Abercrombie & Fitch logo shirt. Image by cri Cristophe via Flickr

Is Your Logo Too Big For Luxury?

An interesting trend is going on in the fashion world, logos have become decidedly not fashionable. Perhaps no brand has suffered as greatly as Abercrombie and Fitch which has a stock chart resembling the downslope of Mt. Everest the past year. This trend isn’t new and has been developing over the past couple years as converging trends including the rise of frugal and selective shoppers from the economic downturn combined with the democratization of luxury and rejection of “grow up” brands by millennials and gen z. A&F has been keenly aware but unable to migrate its walking billboards to new styles for its brand.

“It looks a little trashy” — Luxury shopper quoted in a recent Washington post article.

For luxury brands, this trend is becoming even more acute. Luxury shopper certainly haven’t shopping, however many are seeking more subtle pieces and not something with logos and bling splashed all over them, similar to the A&F consumer. Products with great story underpinnings and detailed craftsmanship are replacing overly branded callouts. Many luxury consumers are abandoning venerable fashion houses like Louis Vuitton and Prada as they feel the brands have become “too common”.

Digital Overexposure

For the full Louis Vuitton shopping experience, you can buy a shopping bag from Tradesy.

In a digital marketplace, brands may be suffering from a case of too much exposure that has a strong effect on the overall perception of exclusivity. Social media creates broad awareness of brand access with little control by the brands themselves. As more and more people share their access to a brand, consumers seeking exclusivity move on to less accessible, more personalized brands. Exacerbating this process is the move to have less expensive items available to brand aspirational shoppers far below the price points of typical items. Many luxury brands have long struggled with the balance between keeping brands exclusive yet accessible to enough consumers to drive significant volume. Digital channels make this job harder and also create large secondary markets for used goods through sites like Tradesy, that enable consumers to sell and buy luxury items, even the retail shopping bags.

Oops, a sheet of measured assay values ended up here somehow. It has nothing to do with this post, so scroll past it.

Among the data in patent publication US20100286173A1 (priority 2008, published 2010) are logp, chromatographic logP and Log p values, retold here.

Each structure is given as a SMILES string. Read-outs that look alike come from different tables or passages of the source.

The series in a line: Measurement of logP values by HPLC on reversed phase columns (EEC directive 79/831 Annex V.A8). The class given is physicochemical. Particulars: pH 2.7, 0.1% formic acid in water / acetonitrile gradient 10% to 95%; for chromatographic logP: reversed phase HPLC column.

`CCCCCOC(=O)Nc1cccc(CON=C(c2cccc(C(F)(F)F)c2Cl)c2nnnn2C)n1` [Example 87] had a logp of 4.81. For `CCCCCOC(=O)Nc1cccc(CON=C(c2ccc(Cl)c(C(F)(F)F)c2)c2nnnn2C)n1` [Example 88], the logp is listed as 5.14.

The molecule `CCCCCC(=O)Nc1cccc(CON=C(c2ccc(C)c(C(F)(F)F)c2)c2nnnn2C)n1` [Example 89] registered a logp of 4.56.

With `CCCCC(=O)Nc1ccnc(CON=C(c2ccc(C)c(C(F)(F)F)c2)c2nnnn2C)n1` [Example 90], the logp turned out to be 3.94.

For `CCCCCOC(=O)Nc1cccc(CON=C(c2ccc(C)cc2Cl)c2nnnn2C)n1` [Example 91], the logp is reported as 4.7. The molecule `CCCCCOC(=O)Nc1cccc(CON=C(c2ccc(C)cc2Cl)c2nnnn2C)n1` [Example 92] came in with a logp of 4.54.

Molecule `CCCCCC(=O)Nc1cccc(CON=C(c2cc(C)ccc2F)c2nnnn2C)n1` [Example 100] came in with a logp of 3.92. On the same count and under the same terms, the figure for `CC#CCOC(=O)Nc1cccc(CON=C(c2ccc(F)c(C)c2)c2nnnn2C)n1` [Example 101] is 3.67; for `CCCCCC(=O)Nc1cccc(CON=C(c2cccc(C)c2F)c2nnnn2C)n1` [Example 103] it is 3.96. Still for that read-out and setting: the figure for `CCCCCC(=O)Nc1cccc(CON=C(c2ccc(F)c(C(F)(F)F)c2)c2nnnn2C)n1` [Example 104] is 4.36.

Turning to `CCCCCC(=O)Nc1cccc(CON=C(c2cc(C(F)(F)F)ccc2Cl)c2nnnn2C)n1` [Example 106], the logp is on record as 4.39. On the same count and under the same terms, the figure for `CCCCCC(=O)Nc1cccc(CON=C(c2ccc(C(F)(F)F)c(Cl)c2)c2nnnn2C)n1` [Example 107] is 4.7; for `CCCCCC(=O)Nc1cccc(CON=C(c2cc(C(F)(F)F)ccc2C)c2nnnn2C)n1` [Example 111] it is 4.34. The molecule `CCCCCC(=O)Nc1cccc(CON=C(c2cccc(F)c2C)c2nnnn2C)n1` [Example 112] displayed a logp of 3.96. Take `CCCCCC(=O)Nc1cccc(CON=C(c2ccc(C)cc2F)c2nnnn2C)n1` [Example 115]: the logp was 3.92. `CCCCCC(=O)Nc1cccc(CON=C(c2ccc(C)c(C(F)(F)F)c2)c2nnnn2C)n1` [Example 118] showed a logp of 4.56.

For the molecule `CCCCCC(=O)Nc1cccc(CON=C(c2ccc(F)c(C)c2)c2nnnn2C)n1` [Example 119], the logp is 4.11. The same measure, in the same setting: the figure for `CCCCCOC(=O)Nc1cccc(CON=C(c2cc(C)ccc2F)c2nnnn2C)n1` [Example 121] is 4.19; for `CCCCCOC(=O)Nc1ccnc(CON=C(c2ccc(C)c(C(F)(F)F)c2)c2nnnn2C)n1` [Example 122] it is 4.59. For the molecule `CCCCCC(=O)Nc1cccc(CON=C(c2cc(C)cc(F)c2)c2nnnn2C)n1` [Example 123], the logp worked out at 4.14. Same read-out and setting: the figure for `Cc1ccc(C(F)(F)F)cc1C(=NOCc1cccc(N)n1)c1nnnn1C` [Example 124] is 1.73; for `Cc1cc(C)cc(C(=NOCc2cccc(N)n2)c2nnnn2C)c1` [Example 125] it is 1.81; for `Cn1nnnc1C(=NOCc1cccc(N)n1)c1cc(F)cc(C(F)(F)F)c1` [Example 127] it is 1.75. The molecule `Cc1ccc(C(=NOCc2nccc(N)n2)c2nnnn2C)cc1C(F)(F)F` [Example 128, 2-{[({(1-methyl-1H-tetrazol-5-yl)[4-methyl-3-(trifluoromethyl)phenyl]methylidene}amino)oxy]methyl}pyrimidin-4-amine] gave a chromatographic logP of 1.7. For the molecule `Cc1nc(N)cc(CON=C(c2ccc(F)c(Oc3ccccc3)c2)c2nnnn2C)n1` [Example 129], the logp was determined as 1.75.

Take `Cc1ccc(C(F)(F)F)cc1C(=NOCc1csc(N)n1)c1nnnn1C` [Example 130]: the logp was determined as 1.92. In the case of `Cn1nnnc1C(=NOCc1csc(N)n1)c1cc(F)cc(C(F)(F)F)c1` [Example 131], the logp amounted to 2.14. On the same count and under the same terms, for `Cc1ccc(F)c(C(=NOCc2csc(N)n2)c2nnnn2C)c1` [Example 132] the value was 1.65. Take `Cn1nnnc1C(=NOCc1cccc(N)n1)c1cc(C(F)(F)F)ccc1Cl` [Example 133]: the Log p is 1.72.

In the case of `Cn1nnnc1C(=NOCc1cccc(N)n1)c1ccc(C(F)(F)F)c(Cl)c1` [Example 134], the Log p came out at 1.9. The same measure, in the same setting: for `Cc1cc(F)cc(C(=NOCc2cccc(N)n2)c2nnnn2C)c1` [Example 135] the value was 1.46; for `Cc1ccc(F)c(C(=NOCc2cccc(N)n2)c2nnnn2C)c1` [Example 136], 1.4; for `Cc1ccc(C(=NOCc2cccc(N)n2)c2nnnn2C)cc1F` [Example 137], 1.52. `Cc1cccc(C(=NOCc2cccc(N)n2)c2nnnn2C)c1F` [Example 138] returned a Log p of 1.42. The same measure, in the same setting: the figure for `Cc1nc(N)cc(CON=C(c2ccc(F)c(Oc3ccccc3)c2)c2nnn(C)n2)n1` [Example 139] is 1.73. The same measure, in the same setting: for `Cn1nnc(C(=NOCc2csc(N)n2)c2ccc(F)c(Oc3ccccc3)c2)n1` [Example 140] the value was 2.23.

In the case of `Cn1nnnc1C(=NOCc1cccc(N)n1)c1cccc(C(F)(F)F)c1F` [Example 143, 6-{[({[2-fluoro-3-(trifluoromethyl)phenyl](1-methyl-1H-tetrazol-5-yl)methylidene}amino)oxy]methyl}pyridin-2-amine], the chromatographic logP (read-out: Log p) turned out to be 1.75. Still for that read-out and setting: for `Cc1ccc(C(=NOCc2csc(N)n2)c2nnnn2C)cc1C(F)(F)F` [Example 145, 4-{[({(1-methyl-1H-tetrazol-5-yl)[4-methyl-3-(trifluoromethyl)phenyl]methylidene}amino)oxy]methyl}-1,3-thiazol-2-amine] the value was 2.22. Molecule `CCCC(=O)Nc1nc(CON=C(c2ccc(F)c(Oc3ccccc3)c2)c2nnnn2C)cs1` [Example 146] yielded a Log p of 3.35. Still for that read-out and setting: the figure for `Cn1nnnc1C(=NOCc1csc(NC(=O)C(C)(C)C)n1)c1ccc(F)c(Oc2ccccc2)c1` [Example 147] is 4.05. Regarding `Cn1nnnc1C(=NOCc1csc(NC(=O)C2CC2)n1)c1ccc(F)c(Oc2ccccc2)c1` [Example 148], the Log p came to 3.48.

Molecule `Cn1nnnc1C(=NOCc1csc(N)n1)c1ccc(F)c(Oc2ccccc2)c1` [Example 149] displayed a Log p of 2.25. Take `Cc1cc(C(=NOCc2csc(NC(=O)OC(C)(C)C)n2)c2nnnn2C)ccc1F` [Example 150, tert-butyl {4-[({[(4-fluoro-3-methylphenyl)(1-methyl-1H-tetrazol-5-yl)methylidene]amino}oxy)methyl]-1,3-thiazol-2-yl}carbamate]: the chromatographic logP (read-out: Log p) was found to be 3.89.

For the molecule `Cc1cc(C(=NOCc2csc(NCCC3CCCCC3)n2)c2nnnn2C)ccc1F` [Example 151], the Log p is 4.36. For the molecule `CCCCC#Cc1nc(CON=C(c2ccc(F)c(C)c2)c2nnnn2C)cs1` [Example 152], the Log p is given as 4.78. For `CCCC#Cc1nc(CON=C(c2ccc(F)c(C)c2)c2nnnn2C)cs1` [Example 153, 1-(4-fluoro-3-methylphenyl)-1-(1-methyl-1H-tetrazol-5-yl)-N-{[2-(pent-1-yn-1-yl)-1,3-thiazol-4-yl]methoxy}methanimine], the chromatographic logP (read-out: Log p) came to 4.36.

Louis Vuitton google search shopping widget

Overall, digital has some promising aspects for luxury marketers. Search is rapidly turning the entire web into a retail outlet. from google to Pinterest and Instagram, digital platforms are becoming simple shopping hubs connecting potential shoppers to retailers and to manufacturers themselves. Luxury brands will use this technology to better segment various shoppers and deliver target products to specific groups. Additionally, new and niche brands will be able to enter the category more easily by cultivating target influencers in desired markets and channels.

It’s likely that economic conditions overall are affecting the luxury category in new and somewhat unexpected ways. As many emerging markets explode with disposible income, luxury brands have stepped in to meet the growing demand. China is now the number 3 overall luxury market and expected to overtake Japan in the near future. The concentration of wealth in econominc centers no doubt has an effect as luxury consumers seek to differentiate themsleves from each other and mass market consumers in developed markets. As brand access increases, luxury brands will both benefit and be challenged by the ever changing dynamic of a digitally integrated marketplace.

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